As a wild plant enthusiast, winter stands as a downtime with few redeeming qualities. But there are five things I like about winter. These are:
Okay, these sound redundant. But when cooped up inside with no place to go and nothing to do except feed the woodstove, redundancy becomes the norm.
By now, you see that I really don’t care much for winter, despite the deceptive title for this blog entry. I just did that to gain your attention. But now, since we are nearing mid-February, the light at the end of the cold, dark tunnel has begun to shine. Soon, we’ll see tangible signs of spring.
So coltsfoot really stands as the plant world’s truest harbinger of spring.
In another sign of spring, a friend told me that yesterday, he saw a flock of Canada geese flying north. It’s easy to assume that these are returning from the south but that’s just not so. It can’t be, because our lakes and ponds are all frozen solid. These geese must be going from one protected Penobscot Bay harbor to another. The real deal will happen soon, though, and it’s only a matter of weeks before we will see those long, ragged ‘Vs’ of migrating geese and hear their echo-chamber chorus of honking.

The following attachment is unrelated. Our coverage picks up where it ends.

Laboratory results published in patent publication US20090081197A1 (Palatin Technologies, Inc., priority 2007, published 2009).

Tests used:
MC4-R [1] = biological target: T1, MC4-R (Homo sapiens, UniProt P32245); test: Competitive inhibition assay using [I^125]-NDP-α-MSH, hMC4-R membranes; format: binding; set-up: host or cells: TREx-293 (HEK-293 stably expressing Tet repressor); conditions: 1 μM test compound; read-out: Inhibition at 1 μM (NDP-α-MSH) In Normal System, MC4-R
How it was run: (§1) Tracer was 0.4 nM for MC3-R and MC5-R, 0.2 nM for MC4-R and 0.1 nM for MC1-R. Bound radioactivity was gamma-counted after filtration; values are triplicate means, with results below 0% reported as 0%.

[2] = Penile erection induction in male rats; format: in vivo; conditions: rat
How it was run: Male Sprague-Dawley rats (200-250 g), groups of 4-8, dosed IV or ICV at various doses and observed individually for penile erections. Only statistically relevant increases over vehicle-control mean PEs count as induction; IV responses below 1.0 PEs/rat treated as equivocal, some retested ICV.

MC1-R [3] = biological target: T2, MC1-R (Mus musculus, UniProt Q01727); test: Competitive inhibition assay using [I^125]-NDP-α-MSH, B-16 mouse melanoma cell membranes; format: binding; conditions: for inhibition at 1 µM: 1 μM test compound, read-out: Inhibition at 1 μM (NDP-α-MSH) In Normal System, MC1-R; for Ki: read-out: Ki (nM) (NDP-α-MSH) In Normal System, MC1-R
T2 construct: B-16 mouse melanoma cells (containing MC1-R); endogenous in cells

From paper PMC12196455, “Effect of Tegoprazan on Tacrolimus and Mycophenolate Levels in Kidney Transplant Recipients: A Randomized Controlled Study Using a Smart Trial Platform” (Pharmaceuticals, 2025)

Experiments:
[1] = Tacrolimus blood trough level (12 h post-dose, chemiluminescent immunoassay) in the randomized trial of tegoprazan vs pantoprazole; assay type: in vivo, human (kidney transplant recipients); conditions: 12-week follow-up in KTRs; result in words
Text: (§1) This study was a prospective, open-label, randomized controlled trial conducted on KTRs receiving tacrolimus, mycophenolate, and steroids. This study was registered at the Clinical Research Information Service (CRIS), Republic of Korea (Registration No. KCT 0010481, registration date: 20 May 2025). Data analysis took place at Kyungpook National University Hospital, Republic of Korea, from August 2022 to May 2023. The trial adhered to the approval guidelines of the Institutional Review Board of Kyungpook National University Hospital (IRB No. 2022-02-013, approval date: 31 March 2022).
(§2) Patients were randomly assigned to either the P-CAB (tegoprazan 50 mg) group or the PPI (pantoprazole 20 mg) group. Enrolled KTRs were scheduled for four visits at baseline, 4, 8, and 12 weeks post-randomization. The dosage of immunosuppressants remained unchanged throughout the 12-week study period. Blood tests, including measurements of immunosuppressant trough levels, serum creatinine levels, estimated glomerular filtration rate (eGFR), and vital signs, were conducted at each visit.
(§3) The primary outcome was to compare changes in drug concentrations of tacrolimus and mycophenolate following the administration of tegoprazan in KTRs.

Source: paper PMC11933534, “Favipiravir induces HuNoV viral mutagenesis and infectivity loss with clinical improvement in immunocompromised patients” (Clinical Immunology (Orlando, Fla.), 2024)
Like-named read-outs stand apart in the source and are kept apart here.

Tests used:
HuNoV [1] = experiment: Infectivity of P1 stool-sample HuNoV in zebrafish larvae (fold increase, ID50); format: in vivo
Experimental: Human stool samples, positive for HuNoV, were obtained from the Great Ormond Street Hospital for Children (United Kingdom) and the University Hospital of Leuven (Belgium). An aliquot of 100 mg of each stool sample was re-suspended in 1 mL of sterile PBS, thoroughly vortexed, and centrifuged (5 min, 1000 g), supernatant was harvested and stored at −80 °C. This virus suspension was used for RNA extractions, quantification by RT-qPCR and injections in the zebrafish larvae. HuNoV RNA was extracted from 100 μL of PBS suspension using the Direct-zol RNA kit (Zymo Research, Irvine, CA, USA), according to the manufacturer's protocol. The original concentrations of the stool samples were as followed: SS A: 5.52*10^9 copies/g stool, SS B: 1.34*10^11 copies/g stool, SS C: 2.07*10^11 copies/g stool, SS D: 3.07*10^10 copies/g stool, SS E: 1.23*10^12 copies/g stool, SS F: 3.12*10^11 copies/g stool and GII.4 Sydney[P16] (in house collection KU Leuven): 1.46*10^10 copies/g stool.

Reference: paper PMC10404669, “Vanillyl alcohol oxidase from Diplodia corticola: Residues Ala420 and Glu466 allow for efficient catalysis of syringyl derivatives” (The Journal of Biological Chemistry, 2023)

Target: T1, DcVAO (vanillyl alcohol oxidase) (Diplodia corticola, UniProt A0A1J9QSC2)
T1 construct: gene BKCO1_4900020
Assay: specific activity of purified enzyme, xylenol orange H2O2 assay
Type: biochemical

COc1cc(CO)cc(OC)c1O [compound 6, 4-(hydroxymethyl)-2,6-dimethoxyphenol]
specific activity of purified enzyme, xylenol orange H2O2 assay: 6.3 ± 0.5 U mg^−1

And despite snow, freezing rain and cold temperatures, the sun rises higher in the sky with each passing day. Soon, the deep slant of the winter sun will give way to our star casting a more direct light, not so offensive to drivers and more conducive to starting new plants on windowsills.
For me at least, winter takes a beating when people begin calling and asking me to do wild-plant presentations come spring. Just discussing spring, wild plants and an end to winter sets my spirit soaring.
Finally, and there’s no denying it, we are on the downslope, winter has passed its prime and spring, with every wonderful thing that accompanies it, will soon arrive. Now that’s what I really like about winter.
An avid writer and naturalist, Tom writes four regular columns and a multitude of features. He wrote a long running award winning column "Waldo County Outdoors" and a garden column for Courier Publications